Opening up a bank account in France as a foreigner is no easy feat. Unlike the other European countries I’ve lived in – in which I simply went to the bank and walked out an hour later with an account – opening my bank account in Paris took a whopping NINE WEEKS and a ton of tears and legwork.
It was necessary. In France, if you don’t have a bank account, you may as well not exist. Without one, you can’t get a phone plan, rent an apartment, or have a legitimate job. That’s why it’s imperative that if you are going to live or work in France, you must open an account up as soon as possible.
“Choosing” a French Bank
As a foreigner in Paris it’s not really you that gets to choose the bank – it’s the other way around.
When I first moved to Paris, I went to every bank in the city, from Barclays to BNP Paribas to Société Générale. After showing them my visa, I was given a multitude of different reasons why they couldn’t set up an account for me: “It’s for French citizens only”, “We can’t open up an account for someone whose visa is only one year”, “You need a carte de séjour to qualify”. Every bank had a different story, with some of them being okay with one aspect of my status while another said it made things impossible.
It was no longer a case of my picking and choosing my bank of choice. I just wanted to find one that would accept me at all!
The Right to a Bank Account
As my experience – and the experience of nearly every other foreigner I know living here – attests to, opening up a bank account in France is a complicated affair. That said, the truth of the matter is, if you are a French resident, you have the right to a bank account.
If you hold a visa or resident permit for France and are rejected by a bank, you can ask for a lettre de refus, an official letter which states that the bank has declined your request to open up an account. The bank doesn’t have to write down why they rejected you, but they are required by law to get this letter to you immediately and without delay.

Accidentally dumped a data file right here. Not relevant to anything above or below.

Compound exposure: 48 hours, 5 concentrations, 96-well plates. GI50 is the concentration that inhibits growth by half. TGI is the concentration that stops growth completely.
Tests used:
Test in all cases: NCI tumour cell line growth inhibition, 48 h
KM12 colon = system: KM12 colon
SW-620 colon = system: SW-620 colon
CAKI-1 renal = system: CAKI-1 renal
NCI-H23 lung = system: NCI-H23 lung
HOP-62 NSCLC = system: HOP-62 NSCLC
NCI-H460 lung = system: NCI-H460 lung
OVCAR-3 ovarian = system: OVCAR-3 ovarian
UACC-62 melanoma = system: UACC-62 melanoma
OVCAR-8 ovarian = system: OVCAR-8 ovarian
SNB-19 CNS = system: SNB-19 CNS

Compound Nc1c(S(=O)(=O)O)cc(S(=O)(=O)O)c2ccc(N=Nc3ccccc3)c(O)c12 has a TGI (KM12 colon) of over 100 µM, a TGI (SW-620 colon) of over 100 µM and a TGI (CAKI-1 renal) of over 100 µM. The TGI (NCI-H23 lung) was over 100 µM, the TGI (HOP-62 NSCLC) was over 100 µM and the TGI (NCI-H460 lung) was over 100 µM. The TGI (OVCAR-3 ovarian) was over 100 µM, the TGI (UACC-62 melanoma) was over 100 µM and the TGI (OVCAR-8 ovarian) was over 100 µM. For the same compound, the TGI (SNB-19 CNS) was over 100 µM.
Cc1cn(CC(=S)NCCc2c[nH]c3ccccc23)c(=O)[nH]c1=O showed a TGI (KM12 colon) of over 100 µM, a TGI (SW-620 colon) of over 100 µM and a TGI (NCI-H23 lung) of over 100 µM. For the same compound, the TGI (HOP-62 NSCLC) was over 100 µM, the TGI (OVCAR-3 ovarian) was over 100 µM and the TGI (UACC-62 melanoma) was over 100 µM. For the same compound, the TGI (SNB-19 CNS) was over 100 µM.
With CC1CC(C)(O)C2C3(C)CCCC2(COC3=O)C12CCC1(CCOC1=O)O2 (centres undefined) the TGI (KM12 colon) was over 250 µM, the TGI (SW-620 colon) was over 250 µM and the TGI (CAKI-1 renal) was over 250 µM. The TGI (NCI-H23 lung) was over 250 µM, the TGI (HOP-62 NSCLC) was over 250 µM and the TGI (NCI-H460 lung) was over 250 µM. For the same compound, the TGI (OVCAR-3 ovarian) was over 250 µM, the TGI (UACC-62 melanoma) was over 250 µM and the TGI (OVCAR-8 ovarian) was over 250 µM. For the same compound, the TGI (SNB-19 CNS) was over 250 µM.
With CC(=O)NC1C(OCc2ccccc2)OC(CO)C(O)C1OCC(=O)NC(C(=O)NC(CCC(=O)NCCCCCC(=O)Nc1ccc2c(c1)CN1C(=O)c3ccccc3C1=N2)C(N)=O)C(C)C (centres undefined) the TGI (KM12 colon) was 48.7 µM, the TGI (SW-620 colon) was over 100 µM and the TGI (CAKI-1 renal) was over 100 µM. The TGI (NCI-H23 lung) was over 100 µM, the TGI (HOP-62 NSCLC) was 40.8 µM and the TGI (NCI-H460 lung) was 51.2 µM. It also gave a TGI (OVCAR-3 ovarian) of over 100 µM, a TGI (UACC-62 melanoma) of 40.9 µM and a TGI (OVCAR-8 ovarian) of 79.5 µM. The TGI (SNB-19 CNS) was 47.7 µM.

Once you have the letter, you can take it along with a piece of ID and proof of residence to your local Banque de France office. There, you can fill out a form requesting a bank account under the droit du compte.
After a few days, you’ll receive a letter from the Banque de France that designates a bank that is required by law to open up an account for you. From there, you simply have to take the letter and other required documents to the bank mentioned in the letter.
When it comes to French banks, if you just need a standard bank account, you can’t really go wrong no matter who you choose. For practicality’s sake, if there is a bank associated with your bank back home, or one tied to your workplace, you should go for that one. However, if you aren’t after anything special, it doesn’t make much difference.
The main banks in Paris are:
- AXA Banque
- Banque Populaire
- Caisse d’Epergne
- Crédit Agricole
- Crédit Lyonnais (LCL)
- Crédit Mutuel
- Société Générale
However, there are three alternatives to the traditional banks in Paris: post offices, tobacco shops, and online banks.
La Banque Postale is a subsidiary of France’s La Poste, which has the perks of being convenient and having branches in even the smallest of French towns.
Compte-Nickel is an incredibly basic bank account that you can open up at any of the tobacco shops around Paris. It is open to everyone and anyone and can be set up in minutes. It also requires the least paperwork of the bunch.